audience soon assembled. In a few minutes on-lookers were watching in
        amazement, while I administered the anesthetic, clipped and scrubbed the
        surgical site, and made ready for surgery.

        After putting on my rubber gloves, and starting the surgery I had 30 to 40
        minutes of choice time to witness to this crowd. God even provided-- as he
        almost always does-- a man who knew enough English to interpret my
        words. The people listened quietly as I explained to them that I was only
        doing what God had allowed me to learn to do, and that it was God who
        performed the miracle of healing after I had opened the tissues and closed
        them back exactly as God had made them.

        The nanny goat was small, but God used her problem as an opportunity to
        tell people of this love.

        After performing the section on the Goat I visited for a while. Then I was
        asked to pull a couple of teeth72.73

     Bush Dentist
     Bad Teeth

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        On the way back home I stopped and harvested a few termite hills74 for my
        chickens. The termite larva makes dandy chicken feed

        May 5, 1970

        Billie, Patty and Clint are having school and I have just rested a little.

        It is now about 1:30 PM. I got up early (about 5:30 AM) and went over a mile
        or so and plowed a man farm for him. I may wish I had not done it. All his
        neighbors may come bother me, but I did it anyway.

        This fellow was hunting with one of these homemade guns, when it blew up
        in his hand75. It just about blew his left hand off. I may have mentioned this
        before. I went out in the bush and brought this fellow into the hospital in my

        He has healed up fairly well but of course he can't use the hand. This means
        he can't farm, so I plowed his farm.

        I imagine it was 10 to 15 acres. After I finished his place, I came back here
        to the house and ate breakfast. After this I went down to Alafia Tinga and
        plowed for the TB patients.

        I received my copy of the night letter I had sent to you, so I am sure you have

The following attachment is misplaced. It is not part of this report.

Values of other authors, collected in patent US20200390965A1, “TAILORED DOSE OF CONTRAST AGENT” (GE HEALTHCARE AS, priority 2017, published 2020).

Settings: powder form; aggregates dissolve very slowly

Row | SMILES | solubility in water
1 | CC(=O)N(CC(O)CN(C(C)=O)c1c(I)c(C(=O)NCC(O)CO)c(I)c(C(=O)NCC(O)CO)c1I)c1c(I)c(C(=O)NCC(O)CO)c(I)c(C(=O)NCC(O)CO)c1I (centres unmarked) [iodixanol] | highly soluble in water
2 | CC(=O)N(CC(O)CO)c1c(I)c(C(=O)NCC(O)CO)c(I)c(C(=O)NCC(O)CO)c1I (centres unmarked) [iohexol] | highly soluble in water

received yours.

        I hope you could understand it.

        We will arrive in Zurich the evening of 29th of August. The flight from
        Amsterdam to London is KL119 on August 14th and London to Chicago
        PA59 August 17th, Chicago to Tulsa AA139 17th same day.

        We will send off barrels and things in a few days. I finished labeling things

        The house is looking a little bare with all the things packed and the rest being

     Termite Larva for Chickens
     Homemade Gun Explodes

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I have sold most of my cloths, except what I am wearing day by day.

The weather has cooled a little, with the rains but the humidity has gone up
so I am sitting here dripping with sweat.

Currently I am weighing about 170

Man 12, 1970

We received your excited letter yesterday and we all thoroughly enjoyed the
part about Aspirins and Tranquilizers. I had it figured, you would receive the
night letter the 28th

It does seem that time is flying by. I think that today is about 74 days until we
leave Nalerigu to go south.

I worked pretty hard today building another cattle guard out of railroad tracks.
One thing about, it no one will ever have to mess with this chore again.

I put another fellow plowing, so I could get some of these other things done.

I sold Cary's bed and two barrels yesterday. That only leaves Billie and my